Sandra O’Connor, 88, Was A Trailblazer: WaPo

Justice Sandra Day O’Connor announces she has been diagnosed with dementia

| Washington (CNN) – Retired Justice Sandra Day O’Connor revealed in a letter on Tuesday that she has been diagnosed with the “beginning stages of dementia, probably Alzheimer’s disease.”

“I will continue living in Phoenix, Arizona surrounded by dear friends and family,” she wrote and added, “While the final chapter of my life with dementia may be trying, nothing has diminished my gratitude and deep appreciation for the countless blessings of my life.”

Chief Justice John Roberts praised O’Connor in a statement Tuesday as a “towering figure” and a “role model not only for girls and women, but for all those committed to equal justice under law.”

O’Connor, 88, was nominated to the bench by President Ronald Reagan as the first female Supreme Court justice of the United States in 1981. She retired from the bench in 2006, in part to care for her husband, who was ailing from Alzheimer’s.

In her retirement, she became an advocate for Alzheimer’s disease as well as launching iCivics, a website dedicated to encouraging young people to learn civics.

In her letter, O’Connor also announced that she will be stepping away from public life and her leadership role with iCivics in light of her physical condition.

“It is time for new leaders to make civic learning and civic engagement a reality for all,” she wrote, adding, “I hope that I have inspired young people about civic engagement and helped pave the pathway for women who may have faced obstacles pursuing their careers.

The letter was released by the court’s Public Information Officer. O’Connor signed it at the bottom writing “God Bless you all.” Read more.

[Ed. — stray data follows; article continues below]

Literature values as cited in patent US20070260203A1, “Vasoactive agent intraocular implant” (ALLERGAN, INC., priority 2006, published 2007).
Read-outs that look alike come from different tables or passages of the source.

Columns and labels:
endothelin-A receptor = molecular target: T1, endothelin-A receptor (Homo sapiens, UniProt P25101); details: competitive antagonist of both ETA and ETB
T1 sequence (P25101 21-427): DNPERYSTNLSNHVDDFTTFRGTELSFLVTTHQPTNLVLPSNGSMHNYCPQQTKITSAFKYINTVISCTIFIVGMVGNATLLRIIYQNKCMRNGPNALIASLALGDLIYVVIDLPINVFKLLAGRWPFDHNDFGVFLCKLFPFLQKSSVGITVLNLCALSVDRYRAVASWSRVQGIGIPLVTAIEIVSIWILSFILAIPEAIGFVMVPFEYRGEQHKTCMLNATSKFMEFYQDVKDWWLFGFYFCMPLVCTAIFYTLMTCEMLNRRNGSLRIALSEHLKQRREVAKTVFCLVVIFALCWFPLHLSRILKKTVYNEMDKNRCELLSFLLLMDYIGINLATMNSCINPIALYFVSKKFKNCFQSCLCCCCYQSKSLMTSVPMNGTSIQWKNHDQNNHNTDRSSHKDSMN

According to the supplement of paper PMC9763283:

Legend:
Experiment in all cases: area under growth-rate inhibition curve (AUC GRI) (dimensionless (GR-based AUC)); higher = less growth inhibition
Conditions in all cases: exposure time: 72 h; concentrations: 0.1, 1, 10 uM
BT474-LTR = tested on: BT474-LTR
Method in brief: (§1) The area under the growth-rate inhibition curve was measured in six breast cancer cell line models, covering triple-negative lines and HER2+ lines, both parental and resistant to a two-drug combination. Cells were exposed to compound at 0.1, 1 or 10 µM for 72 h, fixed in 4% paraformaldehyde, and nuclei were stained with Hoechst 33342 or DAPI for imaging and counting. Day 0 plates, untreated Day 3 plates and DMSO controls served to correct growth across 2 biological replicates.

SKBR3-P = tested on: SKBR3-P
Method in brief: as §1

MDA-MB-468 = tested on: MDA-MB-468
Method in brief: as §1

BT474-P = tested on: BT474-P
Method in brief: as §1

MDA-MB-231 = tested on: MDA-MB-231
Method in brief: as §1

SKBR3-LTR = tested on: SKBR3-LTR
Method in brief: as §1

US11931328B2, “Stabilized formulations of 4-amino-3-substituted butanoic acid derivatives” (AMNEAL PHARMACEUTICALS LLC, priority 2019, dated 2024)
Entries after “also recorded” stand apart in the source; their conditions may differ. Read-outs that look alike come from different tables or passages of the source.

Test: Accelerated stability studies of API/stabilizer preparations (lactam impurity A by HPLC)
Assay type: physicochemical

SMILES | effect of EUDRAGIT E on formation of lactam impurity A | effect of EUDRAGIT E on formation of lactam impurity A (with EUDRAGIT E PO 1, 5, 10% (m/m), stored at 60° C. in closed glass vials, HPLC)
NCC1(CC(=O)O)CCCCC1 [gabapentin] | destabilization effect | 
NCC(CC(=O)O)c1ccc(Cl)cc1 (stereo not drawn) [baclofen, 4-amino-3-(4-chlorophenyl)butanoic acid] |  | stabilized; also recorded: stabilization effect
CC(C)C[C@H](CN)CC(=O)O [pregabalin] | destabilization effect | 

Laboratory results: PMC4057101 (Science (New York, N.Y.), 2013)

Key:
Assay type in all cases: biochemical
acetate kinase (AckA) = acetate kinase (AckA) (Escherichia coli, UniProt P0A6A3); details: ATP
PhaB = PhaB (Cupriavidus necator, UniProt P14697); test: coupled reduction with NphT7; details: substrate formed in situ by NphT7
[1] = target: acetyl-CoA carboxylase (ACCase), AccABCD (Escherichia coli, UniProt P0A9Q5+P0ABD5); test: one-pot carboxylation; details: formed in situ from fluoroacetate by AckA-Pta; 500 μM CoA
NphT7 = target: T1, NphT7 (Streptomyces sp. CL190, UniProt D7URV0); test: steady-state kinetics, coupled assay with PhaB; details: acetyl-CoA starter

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She was a level-headed justice. But when it mattered most, she chose party over country.

Linda Hirshman, Washington Post | OPINION – This week, retired justice Sandra Day O’Connor, the first woman on the Supreme Court, announced that her dementia is so advanced that she can no longer continue in public life.

O’Connor’s was a heroic story, complete with cowboys and horses. But the heroine flinched as the clock touched high noon.

In 2000, she cast the critical fifth vote to stop the recount and ensure a GOP presidency in Bush v. Gore. Her legacy is forever tainted by the consequences of that decision.

Like so many Republican women, including the current six U.S. senators and many of the 47 to 53 percent of white women (the polling numbers are disputed) who supported Donald Trump in 2016, O’Connor was a moderately conservative, married, middle-class person who believed that all doors would be opened to those who worked and didn’t let anything bother them.

In her very first vote on the court, she broke a 4-4 tie to hold that public universities could not discriminate on the grounds of sex. The Mississippi University for Women would just have to admit men.

In 1986, she cast another crucial tie-breaking vote, this time to let employers off the hook if supervisors harassed their female underlings for sex. All employers had to do was provide women employees with a process for complaining. If they had a human resources department, she thought, women like her were going to be all right.

Women were entitled to abortion rights, she ruled, but states could place any burden on the exercise of that right, as long as it was not “undue.” Only the sensible O’Connor knew exactly where the right balance of burdens should be drawn. Strong, determined women like her could bear almost any burden en route to getting their abortion rights …

But by 2000, she was already a dinosaur … Read more. 


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